It is estimated that depression may impact 1 out of 6 adults at some point in their lives and, affects about 16 million adults in the United States (USA) annually. This condition is not limited to the USA, as it is estimated that over 250 million people are affected with major depressive disorder worldwide. Symptoms of depression may include a prolonged sense of sadness or anxiety, irritability, sleep problems, eating irregularities, memory issues, feeling worthless and helpless, and suicidal thoughts or actions. Although many people experience some of these symptoms that may fade without treatment, individuals with major depressive disorder experience one or more of these symptoms on a regular basis and may require medical intervention.
About 10% of Americans report taking antidepressants, which makes this class of medications one of the top three prescribed medicines in the United States. Clinicians assess multiple factors when prescribing treatments for depression including symptoms, length of illness, medical family history, educational status, socioeconomic status, marital status, and comorbidities. Selective serotonin reuptake inhibitors (SSRIs) are the most common type of medication used to treat depression. Examples of SSRIs are citalopram (Celexa); escitalopram (Lexapro); fluoxetine (Prozac); paroxetine (Paxil, Pexeva); sertraline (Zoloft); among others. Historically, physicians have followed a trial-and-error approach to prescribing the correct medication for treatment. Unfortunately, greater than one-third of patients do not respond to SSRI treatment. It can also be weeks before any therapeutic benefits are observed in the patient. This exacerbates the delayed process of medical management and medication optimization.
It is estimated that about 50% of the variability in patient antidepressant response is due to genetic factors. Genetic testing for medication response, also known as pharmacogenomic testing, has been researched for many decades. It is a form of “precision medicine”, which includes developing a treatment plan based on genetic, environmental, and lifestyle factors for the individual. Some refer to it as “personalized medicine” which is an older term. Pharmacogenomic testing is the “genetic” part of the treatment plan. However, it must be cautioned that pharmacogenomic testing cannot be interpreted in isolation. That being said, pharmacogenomic testing has the ability to improve outcomes and reduce the time to optimize a patient’s medication regimen.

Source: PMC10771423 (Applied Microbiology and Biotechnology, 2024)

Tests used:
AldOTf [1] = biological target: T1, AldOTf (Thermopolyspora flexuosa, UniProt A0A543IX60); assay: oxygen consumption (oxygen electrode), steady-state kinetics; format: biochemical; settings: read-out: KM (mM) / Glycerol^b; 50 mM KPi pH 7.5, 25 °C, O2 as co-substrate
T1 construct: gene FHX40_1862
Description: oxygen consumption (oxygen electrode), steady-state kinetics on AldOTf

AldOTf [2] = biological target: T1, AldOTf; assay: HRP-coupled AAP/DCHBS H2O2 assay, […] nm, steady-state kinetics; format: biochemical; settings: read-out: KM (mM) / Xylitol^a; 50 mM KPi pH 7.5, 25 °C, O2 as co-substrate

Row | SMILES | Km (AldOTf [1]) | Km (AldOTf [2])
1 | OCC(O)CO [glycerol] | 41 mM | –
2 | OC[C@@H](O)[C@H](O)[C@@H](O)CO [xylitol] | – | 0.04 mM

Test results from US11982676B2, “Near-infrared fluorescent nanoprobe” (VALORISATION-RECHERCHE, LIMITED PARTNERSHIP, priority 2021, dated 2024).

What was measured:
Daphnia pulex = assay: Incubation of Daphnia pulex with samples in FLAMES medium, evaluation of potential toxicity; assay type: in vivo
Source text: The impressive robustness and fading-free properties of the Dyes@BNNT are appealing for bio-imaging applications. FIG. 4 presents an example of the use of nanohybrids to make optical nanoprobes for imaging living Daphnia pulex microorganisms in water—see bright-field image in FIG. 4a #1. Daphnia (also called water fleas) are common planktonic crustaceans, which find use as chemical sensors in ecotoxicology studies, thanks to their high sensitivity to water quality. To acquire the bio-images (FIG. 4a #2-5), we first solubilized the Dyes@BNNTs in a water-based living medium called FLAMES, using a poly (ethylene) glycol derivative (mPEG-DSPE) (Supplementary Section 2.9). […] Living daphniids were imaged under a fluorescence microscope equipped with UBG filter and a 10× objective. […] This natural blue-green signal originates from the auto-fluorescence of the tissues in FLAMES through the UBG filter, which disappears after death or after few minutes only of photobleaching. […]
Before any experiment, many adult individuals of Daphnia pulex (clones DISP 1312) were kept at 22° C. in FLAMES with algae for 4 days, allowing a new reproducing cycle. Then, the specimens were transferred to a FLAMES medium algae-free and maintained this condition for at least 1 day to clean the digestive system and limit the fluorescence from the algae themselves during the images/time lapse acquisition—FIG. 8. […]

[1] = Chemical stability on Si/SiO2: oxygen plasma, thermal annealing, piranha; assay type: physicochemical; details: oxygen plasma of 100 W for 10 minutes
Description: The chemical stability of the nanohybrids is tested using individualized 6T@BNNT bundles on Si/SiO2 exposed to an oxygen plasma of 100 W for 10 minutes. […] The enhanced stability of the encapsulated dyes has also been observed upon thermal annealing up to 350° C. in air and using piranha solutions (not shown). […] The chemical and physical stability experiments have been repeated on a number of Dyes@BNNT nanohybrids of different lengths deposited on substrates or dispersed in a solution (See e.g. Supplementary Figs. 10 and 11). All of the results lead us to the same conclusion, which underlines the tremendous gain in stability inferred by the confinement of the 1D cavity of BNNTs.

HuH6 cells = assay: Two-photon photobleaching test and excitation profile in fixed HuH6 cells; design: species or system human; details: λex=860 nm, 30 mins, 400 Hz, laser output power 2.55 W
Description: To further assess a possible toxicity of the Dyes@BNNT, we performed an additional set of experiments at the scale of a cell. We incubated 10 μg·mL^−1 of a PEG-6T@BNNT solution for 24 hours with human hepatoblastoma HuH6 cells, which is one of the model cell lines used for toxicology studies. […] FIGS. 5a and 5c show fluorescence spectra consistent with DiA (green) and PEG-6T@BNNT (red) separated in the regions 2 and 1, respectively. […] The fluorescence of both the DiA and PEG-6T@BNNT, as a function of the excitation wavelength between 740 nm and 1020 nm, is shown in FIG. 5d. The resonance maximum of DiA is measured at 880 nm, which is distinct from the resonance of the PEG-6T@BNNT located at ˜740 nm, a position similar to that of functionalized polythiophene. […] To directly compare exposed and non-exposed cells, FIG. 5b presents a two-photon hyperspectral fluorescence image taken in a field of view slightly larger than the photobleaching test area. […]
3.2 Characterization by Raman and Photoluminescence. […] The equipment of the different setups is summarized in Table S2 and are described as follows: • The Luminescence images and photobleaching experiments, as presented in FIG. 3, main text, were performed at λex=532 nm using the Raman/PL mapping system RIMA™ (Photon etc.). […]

In 2018, the Food and Drug Administration (FDA) published a safety communication, warning about direct to consumer testing (DTC), which included information about pharmacogenomic testing. Although the communique referred to DTC labs specifically, the impact was felt at many commercial genetic testing labs as well. The FDA was concerned that DTC companies and clinical labs were marketing genetic test without sufficient scientific evidence regarding the benefit of having such testing performed. Therefore, the FDA produced their own list of pharmacogenetic associations, recognizing this list was not exhaustive.
The Clinical Pharmacogenetics Implementation Consortium (CPIC) is an international association of volunteer medical professionals who facilitate the use of pharmacogenetic tests for patient care. CPIC addresses barriers to clinical implementation of pharmacogenetic tests by “creating, curating, and posting freely available, peer-reviewed, evidence-based, updatable, and detailed gene/drug clinical practice guidelines.” Publications and guidelines by CPIC are referenced in PubMed and are endorsed and/or supported by different professional medical societies including College of American Pathologists, American Society of Health System Pharmacists, American Society for Clinical Pharmacology & Therapeutics, among others.